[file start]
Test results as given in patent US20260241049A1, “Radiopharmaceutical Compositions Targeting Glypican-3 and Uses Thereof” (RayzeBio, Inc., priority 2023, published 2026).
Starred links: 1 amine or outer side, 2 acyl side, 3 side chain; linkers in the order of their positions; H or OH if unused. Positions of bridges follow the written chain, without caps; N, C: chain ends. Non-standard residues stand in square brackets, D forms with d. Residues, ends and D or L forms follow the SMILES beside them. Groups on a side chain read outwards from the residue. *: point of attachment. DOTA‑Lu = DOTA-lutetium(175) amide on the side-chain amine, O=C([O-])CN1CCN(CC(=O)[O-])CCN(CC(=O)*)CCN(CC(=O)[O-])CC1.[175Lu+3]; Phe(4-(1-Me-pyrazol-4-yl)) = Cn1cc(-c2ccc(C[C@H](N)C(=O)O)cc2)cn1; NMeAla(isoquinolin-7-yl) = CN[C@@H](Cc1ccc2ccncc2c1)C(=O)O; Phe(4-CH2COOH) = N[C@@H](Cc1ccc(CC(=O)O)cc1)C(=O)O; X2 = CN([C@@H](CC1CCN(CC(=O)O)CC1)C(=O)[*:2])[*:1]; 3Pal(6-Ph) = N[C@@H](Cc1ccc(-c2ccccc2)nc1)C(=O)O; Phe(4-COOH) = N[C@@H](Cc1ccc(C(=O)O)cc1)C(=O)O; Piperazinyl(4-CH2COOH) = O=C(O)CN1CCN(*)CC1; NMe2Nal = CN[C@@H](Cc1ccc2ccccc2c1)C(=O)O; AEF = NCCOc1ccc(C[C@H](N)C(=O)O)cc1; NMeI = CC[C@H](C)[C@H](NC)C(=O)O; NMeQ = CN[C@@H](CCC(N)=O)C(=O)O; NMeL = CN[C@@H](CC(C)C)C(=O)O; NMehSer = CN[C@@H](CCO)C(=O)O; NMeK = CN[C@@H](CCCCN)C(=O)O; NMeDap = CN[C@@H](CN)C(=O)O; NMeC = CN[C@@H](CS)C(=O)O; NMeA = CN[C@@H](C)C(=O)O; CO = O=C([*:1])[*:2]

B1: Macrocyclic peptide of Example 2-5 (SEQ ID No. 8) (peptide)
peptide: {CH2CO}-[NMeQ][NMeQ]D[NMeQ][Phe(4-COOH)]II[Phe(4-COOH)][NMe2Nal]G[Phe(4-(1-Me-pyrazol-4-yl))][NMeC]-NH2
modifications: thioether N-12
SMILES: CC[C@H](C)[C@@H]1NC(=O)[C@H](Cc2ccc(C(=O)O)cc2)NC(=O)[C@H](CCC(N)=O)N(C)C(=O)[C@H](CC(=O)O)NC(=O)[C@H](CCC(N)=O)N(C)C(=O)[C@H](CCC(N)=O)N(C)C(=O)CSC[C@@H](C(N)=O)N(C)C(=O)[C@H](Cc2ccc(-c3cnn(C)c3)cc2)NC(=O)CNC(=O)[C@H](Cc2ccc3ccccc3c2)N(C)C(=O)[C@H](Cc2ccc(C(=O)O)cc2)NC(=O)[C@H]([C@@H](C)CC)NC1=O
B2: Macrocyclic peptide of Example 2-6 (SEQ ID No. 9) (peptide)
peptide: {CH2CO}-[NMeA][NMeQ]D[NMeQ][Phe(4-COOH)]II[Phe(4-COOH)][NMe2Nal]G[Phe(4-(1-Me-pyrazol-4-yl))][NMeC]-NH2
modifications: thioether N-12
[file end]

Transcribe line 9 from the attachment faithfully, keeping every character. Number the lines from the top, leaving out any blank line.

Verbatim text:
modifications: thioether N-12